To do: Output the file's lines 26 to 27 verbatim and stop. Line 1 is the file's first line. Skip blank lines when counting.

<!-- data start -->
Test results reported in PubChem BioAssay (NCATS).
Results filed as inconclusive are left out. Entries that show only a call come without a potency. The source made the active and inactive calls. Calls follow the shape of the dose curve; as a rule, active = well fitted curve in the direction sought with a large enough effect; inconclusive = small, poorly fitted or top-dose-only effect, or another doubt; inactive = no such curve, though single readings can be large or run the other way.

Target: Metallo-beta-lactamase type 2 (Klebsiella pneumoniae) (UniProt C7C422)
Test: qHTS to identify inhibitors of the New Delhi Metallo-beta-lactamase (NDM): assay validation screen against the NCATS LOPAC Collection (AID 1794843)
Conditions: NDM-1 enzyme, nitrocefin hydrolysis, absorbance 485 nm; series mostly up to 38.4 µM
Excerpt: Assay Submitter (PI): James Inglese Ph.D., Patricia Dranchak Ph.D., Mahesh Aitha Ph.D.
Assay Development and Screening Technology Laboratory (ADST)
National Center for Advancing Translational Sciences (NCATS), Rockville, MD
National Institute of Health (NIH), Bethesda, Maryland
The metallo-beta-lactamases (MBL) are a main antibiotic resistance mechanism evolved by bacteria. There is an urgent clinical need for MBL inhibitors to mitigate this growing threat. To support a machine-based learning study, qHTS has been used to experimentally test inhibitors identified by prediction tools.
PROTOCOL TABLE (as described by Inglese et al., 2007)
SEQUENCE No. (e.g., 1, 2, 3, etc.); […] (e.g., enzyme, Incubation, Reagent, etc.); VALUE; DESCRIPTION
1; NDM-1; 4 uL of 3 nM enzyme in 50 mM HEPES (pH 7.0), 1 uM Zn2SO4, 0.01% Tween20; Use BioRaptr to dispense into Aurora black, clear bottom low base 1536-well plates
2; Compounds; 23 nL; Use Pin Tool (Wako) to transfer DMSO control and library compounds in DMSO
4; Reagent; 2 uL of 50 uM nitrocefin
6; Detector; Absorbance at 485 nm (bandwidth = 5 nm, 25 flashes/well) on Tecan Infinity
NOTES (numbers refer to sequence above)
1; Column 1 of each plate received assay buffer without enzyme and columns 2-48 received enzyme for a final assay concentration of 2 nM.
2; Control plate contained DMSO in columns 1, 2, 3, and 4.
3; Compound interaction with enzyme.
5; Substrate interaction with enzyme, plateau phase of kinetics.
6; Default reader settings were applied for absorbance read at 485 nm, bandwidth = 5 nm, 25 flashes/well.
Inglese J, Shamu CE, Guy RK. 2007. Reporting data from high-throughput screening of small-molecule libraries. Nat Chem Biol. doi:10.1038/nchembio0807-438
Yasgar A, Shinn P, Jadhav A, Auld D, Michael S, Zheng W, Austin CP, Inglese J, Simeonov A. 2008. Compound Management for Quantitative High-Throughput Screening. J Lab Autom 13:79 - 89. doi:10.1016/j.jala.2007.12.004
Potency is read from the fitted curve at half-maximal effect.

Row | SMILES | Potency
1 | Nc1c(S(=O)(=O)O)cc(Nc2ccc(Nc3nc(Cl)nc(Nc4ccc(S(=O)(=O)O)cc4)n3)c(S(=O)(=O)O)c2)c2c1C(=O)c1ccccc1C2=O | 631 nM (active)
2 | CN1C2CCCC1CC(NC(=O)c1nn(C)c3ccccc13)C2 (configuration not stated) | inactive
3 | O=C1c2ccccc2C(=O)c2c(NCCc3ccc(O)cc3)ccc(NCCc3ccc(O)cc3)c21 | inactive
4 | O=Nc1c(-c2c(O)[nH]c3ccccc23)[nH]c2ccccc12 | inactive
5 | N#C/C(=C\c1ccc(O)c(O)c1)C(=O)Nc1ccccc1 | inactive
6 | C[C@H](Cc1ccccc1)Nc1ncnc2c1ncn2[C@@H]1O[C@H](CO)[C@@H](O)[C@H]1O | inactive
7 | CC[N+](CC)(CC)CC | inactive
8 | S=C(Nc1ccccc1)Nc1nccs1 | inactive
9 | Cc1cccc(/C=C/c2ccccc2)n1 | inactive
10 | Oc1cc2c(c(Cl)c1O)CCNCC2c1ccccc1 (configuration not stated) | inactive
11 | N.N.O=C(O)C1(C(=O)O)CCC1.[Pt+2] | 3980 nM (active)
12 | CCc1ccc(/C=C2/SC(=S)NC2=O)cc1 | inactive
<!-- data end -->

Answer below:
Row | SMILES | Potency
1 | Nc1c(S(=O)(=O)O)cc(Nc2ccc(Nc3nc(Cl)nc(Nc4ccc(S(=O)(=O)O)cc4)n3)c(S(=O)(=O)O)c2)c2c1C(=O)c1ccccc1C2=O | 631 nM (active)